In response to this blatant challenge, law-abiding citizens have also started a page on Facebook, to counter the rise of crime in Casablanca: “Marche Contre l’insécurité Ambiante à Casa” and it seems that soon these people will demonstrate in the streets of Casablanca to pressure the government to act. However, the government has since started cracking down on criminals all over the country. The King has also instructed the Minister of the Interior to take action to allay the fears of the citizenry.
The city of Casablanca is surrounded by a belt of poverty, concentrated mainly in shanty towns of people who fled the countryside during the decade of drought in the last century with the hope of finding a job in the city and feeding their families. Some did find employment, but thousands did not and thus found themselves obliged to steal, mug and deal drugs. Lots of them were arrested and tried and served time in prison, but as soon as they get out of jail, they resume their journey in petty crime which leads them anew to prison and so on, completing a vicious cycle.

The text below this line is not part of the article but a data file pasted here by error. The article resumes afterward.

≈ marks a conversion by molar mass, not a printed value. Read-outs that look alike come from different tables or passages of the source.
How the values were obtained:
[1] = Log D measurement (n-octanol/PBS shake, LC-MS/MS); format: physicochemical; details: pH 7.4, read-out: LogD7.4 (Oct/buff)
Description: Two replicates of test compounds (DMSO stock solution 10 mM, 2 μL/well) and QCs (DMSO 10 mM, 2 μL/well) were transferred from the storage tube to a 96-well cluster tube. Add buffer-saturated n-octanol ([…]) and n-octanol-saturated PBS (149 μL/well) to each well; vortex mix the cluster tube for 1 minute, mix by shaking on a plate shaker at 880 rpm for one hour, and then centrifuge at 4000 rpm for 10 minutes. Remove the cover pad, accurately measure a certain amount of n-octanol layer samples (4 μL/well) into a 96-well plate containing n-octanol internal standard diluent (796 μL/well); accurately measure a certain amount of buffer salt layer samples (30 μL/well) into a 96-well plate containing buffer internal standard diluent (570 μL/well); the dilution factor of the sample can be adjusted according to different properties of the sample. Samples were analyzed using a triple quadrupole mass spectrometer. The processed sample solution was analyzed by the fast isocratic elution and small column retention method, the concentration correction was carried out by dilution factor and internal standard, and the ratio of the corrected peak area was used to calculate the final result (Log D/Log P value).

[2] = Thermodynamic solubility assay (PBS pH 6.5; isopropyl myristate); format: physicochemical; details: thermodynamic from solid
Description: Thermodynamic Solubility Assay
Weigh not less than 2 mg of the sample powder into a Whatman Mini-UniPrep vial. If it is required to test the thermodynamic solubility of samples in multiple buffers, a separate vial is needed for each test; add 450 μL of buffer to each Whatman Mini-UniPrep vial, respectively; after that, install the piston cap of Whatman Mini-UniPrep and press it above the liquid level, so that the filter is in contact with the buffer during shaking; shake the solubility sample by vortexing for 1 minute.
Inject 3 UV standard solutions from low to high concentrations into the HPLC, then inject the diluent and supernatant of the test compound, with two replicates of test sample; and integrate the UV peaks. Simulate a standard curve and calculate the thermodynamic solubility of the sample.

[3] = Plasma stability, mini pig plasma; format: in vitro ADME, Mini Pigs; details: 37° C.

Others, chose a different path, that of converting to radical Islam and have ended up being brain-washed into becoming terrorists. A case in point is the infamous group of 12 young terrorists who originated in the shanty town of Sidi Moumen and ended up simultaneously blowing themselves up at different locations in Casablanca, including the “Casa de España” restaurant, a Spanish-owned eatery in the city, the five-star Hotel Farah, a Jewish community center, a Jewish-owned Italian restaurant, and just near the Belgian consulate which is located meters away from the latter restaurant, killing two police officers on the night of May 16, 2003. This attack led to the death of the terrorists and 33 Moroccans. It was the deadliest terrorist attack that ever took place in Morocco. This inspired the Moroccan film director Nabil Ayouch to make a successful feature film of the event called “The Horses of God.”
Many people feel so much anger towards the successive governments who are unable to meet their urgent needs related to work, education and health. They believe that the politicians are vain, opportunistic and fickle and that they are simply after their own interests. While the adults express their anger through the peaceful means of political absenteeism, the youth express their disappointment through vandalism.